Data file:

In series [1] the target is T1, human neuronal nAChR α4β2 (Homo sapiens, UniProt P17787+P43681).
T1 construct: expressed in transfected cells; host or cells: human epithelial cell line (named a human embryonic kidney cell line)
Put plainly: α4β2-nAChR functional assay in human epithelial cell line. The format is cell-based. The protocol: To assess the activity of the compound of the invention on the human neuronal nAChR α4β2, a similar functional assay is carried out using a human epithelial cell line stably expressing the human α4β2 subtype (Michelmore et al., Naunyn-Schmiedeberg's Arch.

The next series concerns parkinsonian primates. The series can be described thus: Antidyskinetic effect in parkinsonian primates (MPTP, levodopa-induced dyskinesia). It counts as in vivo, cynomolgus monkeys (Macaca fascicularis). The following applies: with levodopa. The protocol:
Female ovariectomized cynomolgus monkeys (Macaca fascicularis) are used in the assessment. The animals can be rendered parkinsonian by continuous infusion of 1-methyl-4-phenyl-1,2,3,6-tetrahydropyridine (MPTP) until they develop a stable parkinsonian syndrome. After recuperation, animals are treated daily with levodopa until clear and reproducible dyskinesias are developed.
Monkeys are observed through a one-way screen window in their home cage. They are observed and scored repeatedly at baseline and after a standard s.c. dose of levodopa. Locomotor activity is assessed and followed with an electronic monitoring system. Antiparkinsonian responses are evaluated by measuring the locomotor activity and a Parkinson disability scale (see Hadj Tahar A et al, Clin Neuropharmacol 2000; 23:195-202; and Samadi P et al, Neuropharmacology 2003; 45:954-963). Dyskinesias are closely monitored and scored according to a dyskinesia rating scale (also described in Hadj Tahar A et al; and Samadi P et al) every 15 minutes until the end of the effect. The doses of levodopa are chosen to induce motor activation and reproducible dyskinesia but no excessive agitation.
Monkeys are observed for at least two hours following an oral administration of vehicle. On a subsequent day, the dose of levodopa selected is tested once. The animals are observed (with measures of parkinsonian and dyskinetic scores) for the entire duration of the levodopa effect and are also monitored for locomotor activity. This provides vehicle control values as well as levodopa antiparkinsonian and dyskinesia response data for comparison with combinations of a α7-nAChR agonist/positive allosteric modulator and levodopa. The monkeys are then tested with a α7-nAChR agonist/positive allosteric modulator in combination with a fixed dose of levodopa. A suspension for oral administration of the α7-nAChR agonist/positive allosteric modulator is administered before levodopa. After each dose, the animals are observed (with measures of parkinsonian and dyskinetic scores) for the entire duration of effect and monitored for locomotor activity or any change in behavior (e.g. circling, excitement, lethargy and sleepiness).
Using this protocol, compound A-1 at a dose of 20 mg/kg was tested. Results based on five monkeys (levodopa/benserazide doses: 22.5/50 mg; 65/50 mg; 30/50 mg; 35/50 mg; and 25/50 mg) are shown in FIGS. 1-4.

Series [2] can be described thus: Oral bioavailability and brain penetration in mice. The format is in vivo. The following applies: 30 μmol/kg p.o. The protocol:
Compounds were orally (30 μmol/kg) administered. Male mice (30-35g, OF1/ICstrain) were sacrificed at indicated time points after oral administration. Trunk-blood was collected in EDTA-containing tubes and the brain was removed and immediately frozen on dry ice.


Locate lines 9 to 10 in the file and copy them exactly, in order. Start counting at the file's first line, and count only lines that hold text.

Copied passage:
Series [2] can be described thus: Oral bioavailability and brain penetration in mice. The format is in vivo. The following applies: 30 μmol/kg p.o. The protocol:
Compounds were orally (30 μmol/kg) administered. Male mice (30-35g, OF1/ICstrain) were sacrificed at indicated time points after oral administration. Trunk-blood was collected in EDTA-containing tubes and the brain was removed and immediately frozen on dry ice.